Diabetic Foot Ulcers | Symptoms, Caring For, And Prevention
Type 2 diabetes affects more than your blood sugar levels. Diabetes is the seventh leading cause of death in the United States and leads to complications such as heart disease, stroke, nerve damage, and diabetic foot ulcers. If you have Type 2 diabetes and are concerned about foot ulcers, here's what you need to know.
What are diabetic foot ulcers?
Diabetic foot ulcers are cuts or sores on your feet that will not heal. They are a severe complication of the disease, notoriously difficult to heal, and can lead to amputation if left untreated.
What are the symptoms of diabetic foot ulcers?
The most common symptom of a diabetic foot ulcer is pain, although you may also notice:
- Drainage from the wound
- A feeling of warmth in the affected area
If you have diabetes, it's essential to check your feet daily for any signs of wounds or sores.
What causes diabetic foot ulcers?
Many factors can contribute to the development of diabetic foot ulcers, including:
- Poor blood circulation
- Nerve damage
- Reduced immune function
- Excessive pressure on the feet
Poorly fitting shoes are also a factor leading to diabetic foot ulcers. In fact, there are specialty shoes designed to reduce the risk of foot ulcers in people with diabetes.
When should you contact a doctor?
You should contact your doctor immediately if you have diabetes and develop a foot ulcer. They will likely prescribe antibiotics to prevent infection and may refer you to a wound care specialist.
How are diabetic foot ulcers treated?
Treating diabetic foot ulcers requires a multi-disciplinary approach and will vary depending on the severity of the wound. However, your treatment plan will likely include:
- Wound care. The most crucial part of treating diabetic foot ulcers is wound care, which may involve cleaning the wound, changing the dressing, and using medications to promote healing.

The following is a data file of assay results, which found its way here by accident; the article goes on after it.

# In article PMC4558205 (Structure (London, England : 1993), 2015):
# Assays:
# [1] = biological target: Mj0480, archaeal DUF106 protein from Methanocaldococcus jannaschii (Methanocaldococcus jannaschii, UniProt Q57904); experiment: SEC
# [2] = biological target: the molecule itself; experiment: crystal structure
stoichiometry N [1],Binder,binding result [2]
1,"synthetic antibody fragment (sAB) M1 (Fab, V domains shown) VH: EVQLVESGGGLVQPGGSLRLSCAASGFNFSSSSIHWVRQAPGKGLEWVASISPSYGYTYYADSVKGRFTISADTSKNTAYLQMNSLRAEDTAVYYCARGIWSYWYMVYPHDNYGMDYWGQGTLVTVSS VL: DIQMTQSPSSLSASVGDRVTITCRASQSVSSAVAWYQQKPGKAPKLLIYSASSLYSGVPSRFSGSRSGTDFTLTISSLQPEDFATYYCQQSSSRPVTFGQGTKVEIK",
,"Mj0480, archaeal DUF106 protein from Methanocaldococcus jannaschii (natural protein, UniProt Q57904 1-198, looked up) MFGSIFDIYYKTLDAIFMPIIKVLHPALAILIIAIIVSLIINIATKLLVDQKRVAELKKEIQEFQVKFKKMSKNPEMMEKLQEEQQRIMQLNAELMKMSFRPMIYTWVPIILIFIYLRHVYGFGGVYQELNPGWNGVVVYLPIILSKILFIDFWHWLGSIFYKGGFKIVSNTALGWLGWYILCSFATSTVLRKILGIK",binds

- Off-loading. Off-loading is a process of relieving pressure on the wound to allow it to heal. You may do this by wearing special shoes or using a wheelchair.
- Surgery. In some cases, surgery may be necessary to remove dead tissue or repair damage to the foot.
- Amputation. In the most severe cases, amputation may be necessary to prevent the spread of infection.
Additionally, you will need to closely monitor your blood sugar levels and take steps to control diabetes.
How do you prevent diabetic foot ulcers?
There are several things you can do to prevent diabetic foot ulcers, including:
- Check your feet daily for any signs of wounds or sores.
- Wear shoes that fit well and protect your feet.
- Exercise regularly to improve blood circulation.
- Don't smoke.
- Eat a healthy diet.
- Monitor your blood sugar levels.
If you have diabetes, you need to be aware of how serious diabetic foot ulcers are. By knowing the symptoms and causes, you can work with your doctor and take steps to prevent them.
Reach out to a clinic like Wells Surgical Services LLC to learn more.